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On the basis of this evidence, Janet Feder is as concerned with the intrinsic qualities of the acoustic guitar as an instrument as she is with technique, correct or otherwiseand this is borne out by the fact that she chose to perform duets with Fred Frith, whose journey of sonic exploration has been going on for decades now. Both players seem to opt for an accomodationist strategy, and the resulting music is amongst other things the product of a healthy democratic spirit.
The duos have a reflective air, which perhaps unsurprisingly bears a superficial resemblance to some of Frith's earlier solo work; that feel is perhaps best caught on his Clearing (Tzadik, 2001).
"Short Story," played as a solo by Feder (as is half the programme on the CD included in this package), is perhaps the best example of how she reconciles conventional and unconventional techniques, and its lyrical strain calls to mind a kind of less expansive, quasi-minimalist John Fahey. Feder's approach to anything akin to Americana is, however, entirely her own, and when all is said and done, her use of such materials and her evocation of such moods amounts to nothing more significant than a reference point. Certainly on "Waking The Day," her work seems purged of overt influence.
Frith pulls off that most difficult of tricks, working as an acutely responsive player who at the same time loses nothing of his own identity; the idea of Frith's work as the musical equivalent of DNA is acutely pertinent here, just as it is on "Closing," where two musicians think as one.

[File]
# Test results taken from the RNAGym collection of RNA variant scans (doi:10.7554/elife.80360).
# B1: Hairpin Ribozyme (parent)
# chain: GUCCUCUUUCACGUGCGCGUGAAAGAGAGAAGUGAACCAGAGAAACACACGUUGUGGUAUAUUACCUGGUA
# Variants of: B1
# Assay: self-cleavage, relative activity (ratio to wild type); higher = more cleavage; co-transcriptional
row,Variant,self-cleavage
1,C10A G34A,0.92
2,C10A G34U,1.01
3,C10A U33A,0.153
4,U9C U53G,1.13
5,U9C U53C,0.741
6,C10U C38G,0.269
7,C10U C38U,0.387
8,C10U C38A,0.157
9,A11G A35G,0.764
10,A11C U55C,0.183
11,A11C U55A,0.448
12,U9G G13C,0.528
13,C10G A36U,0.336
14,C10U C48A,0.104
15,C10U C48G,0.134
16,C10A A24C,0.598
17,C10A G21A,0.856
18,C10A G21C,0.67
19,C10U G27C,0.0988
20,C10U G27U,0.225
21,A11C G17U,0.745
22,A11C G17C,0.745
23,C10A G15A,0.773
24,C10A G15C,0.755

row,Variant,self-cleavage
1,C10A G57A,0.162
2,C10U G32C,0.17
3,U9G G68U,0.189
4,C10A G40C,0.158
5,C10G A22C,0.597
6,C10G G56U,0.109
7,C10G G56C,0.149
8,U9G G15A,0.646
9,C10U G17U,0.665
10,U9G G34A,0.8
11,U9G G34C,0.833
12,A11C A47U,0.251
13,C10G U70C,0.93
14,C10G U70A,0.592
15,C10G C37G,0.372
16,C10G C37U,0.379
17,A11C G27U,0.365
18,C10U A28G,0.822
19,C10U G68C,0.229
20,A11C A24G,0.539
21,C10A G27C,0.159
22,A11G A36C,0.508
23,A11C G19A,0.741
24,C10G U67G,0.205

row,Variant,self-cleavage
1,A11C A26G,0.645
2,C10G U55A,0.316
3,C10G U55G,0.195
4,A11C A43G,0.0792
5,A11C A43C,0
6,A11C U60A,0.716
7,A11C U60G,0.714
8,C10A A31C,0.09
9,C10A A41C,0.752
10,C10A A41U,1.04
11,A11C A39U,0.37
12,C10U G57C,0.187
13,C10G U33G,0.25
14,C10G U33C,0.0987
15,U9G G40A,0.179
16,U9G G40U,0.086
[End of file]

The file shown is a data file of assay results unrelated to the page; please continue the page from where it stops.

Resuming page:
The DVD that comprises the other half of this package documents solo performances by both musicians, and in many respects the minimal visual record of Feder in action confirms many of the points made above. This musician has conventional technique in abundance, but it's clear she regards that as anything but an end in itself. Frith, featured exclusively on acoustic guitar for his performance, takes perhaps a more inclusive approach to the instrument, utilising the body as a percussion instrument and supplementing the sound vocabulary of the six strings through the use of various tools.
Overall, the slightly disjointed resultsa combination of six Feder solos and six duets with Frith, plus a DVD of two entirely separate performancesis a little frustrating, but the six duets are the overall highlights. Perhaps next time the two musicians could properly get together. That minor gripe aside, there's still plenty here for both the ears and the eyes.
Track Listing: CD: Opening; Heart Beat Faster; Tom; Short Story; See You On The Beach; Loose Slots; Six Of One; Cricket;
Hover; Waking The Day; Blue State; Closing. DVD: Live Solo Performance, Denver, Colorado, May 11, 2006:
Opening; I Hear Voices; Heart Beat Faster (Feder) Live Solo Performance, Boulder, Colorado, February 20, 2004
I love jazz because anything is possible; it has few rules and the best jazz breaks those ones. I prefer free improv because it doesn't really have any rules at all.
I was first exposed to jazz in my teens (in the late sixties).
The first jazz record I bought was Filles de Kilimanjaro by Miles Davis, shortly followed by Extrapolation by John McLaughlin.
My advice to new listeners is to listen as widely as possible and not to make snap judgments--stick with it.